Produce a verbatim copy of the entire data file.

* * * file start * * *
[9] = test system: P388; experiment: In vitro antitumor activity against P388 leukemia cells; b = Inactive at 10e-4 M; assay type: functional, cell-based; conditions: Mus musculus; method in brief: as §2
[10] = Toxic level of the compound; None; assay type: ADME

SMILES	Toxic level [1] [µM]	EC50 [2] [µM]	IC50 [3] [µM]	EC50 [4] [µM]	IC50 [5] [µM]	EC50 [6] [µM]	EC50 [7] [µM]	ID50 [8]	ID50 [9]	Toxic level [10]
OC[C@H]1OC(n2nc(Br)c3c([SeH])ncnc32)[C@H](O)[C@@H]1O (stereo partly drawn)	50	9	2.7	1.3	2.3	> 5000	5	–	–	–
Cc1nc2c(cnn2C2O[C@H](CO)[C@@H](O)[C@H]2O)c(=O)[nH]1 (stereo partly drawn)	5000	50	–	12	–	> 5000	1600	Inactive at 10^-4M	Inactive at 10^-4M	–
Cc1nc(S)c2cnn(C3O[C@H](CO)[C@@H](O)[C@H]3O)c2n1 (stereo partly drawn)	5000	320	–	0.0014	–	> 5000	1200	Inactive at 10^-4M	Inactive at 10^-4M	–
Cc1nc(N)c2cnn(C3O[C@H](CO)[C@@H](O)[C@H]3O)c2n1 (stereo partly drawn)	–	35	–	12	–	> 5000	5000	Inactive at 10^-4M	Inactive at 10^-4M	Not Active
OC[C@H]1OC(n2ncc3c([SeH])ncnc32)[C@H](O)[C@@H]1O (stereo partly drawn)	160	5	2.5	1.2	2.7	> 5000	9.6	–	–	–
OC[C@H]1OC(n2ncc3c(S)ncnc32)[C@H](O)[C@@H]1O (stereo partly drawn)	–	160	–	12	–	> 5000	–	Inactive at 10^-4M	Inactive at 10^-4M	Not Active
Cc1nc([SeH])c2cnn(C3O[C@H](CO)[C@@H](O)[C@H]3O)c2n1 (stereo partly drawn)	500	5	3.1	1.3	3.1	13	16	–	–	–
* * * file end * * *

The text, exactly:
[9] = test system: P388; experiment: In vitro antitumor activity against P388 leukemia cells; b = Inactive at 10e-4 M; assay type: functional, cell-based; conditions: Mus musculus; method in brief: as §2
[10] = Toxic level of the compound; None; assay type: ADME

SMILES	Toxic level [1] [µM]	EC50 [2] [µM]	IC50 [3] [µM]	EC50 [4] [µM]	IC50 [5] [µM]	EC50 [6] [µM]	EC50 [7] [µM]	ID50 [8]	ID50 [9]	Toxic level [10]
OC[C@H]1OC(n2nc(Br)c3c([SeH])ncnc32)[C@H](O)[C@@H]1O (stereo partly drawn)	50	9	2.7	1.3	2.3	> 5000	5	–	–	–
Cc1nc2c(cnn2C2O[C@H](CO)[C@@H](O)[C@H]2O)c(=O)[nH]1 (stereo partly drawn)	5000	50	–	12	–	> 5000	1600	Inactive at 10^-4M	Inactive at 10^-4M	–
Cc1nc(S)c2cnn(C3O[C@H](CO)[C@@H](O)[C@H]3O)c2n1 (stereo partly drawn)	5000	320	–	0.0014	–	> 5000	1200	Inactive at 10^-4M	Inactive at 10^-4M	–
Cc1nc(N)c2cnn(C3O[C@H](CO)[C@@H](O)[C@H]3O)c2n1 (stereo partly drawn)	–	35	–	12	–	> 5000	5000	Inactive at 10^-4M	Inactive at 10^-4M	Not Active
OC[C@H]1OC(n2ncc3c([SeH])ncnc32)[C@H](O)[C@@H]1O (stereo partly drawn)	160	5	2.5	1.2	2.7	> 5000	9.6	–	–	–
OC[C@H]1OC(n2ncc3c(S)ncnc32)[C@H](O)[C@@H]1O (stereo partly drawn)	–	160	–	12	–	> 5000	–	Inactive at 10^-4M	Inactive at 10^-4M	Not Active
Cc1nc([SeH])c2cnn(C3O[C@H](CO)[C@@H](O)[C@H]3O)c2n1 (stereo partly drawn)	500	5	3.1	1.3	3.1	13	16	–	–	–